Our History

JHA was founded in Illinois in 1901 as the Central Howard Association. In 1946, the organization changed its name to John Howard Association after John Howard, an 18th century Englishman who was one of the first prison reformers.

JHA is independent, not-for-profit and non-partisan. We are the only citizen correctional oversight organization in the state and one of only three such organizations in the United States. JHA goes into every prison in Illinois, adult and juvenile, to monitor conditions or confinement and treatment of incarcerated people and to bring this information out to the public.

While the role JHA has played as watchdog has evolved and changed over the years, we continue to be the eyes and ears of the public inside Illinois prisons, which is something that Illinois stakeholders identified early and continue to believe is critical to have inside our prison system. JHA uses our access to and knowledge of prisons and the specific issues and concerns inside our penal institutions to advocate for change and make Illinois prisons more humane, safe and rehabilitative.

JHA underwent a rebranding process in 2019. Our former logo is shown above.

JHA underwent a rebranding process in 2019. Our former logo is shown above.

History of John Howard, father of prison reform

John Howard (1726-1790) was an 18th century humanitarian from England who is largely considered to be the father of prison reform.    

In 1773, John Howard was named High Sheriff of Bedfordshire. After inquiring into the state of the prisons under his charge, he was shocked at the cruelties and abuses he found.  This, combined with his own brief experience as a prisoner of war during a tour of Portugal in 1756, served as motivation for what would be his life's work in prison reform.  After having visited several hundred prisons across England, Scotland, Wales and wider Europe, Howard published the first edition (of three) of The State of the Prisons in 1777. It included very detailed accounts of the prisons he had visited, including plans and maps, together with detailed instructions on the necessary improvements. It is this work that has been credited as establishing the practice of single-celling in the United Kingdom and, by extension, in the United States. His work focused on many of the issues we continue to work on today, including: prison systems, providing sanitary and hygienic living conditions, adequate medical care, and opportunity for meaningful work.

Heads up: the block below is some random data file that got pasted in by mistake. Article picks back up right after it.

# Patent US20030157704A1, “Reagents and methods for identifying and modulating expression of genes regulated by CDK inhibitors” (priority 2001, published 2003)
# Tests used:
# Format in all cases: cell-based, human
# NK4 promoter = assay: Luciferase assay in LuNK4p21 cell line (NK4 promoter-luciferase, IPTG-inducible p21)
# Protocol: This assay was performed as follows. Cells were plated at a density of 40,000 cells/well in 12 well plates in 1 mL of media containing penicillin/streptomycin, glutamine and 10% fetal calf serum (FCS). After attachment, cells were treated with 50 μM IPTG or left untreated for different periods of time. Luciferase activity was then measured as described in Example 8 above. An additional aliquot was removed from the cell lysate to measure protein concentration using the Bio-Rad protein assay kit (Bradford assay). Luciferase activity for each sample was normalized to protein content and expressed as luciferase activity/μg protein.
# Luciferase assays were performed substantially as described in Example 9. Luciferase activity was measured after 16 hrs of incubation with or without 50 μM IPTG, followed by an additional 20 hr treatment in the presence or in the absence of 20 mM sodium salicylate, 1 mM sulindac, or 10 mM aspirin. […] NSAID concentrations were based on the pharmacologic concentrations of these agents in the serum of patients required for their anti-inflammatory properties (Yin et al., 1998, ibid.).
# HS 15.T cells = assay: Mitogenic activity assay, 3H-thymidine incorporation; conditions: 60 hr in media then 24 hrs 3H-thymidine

Although unrelated to JHA of Illinois, several other prison reform organizations also utilize John Howard's name: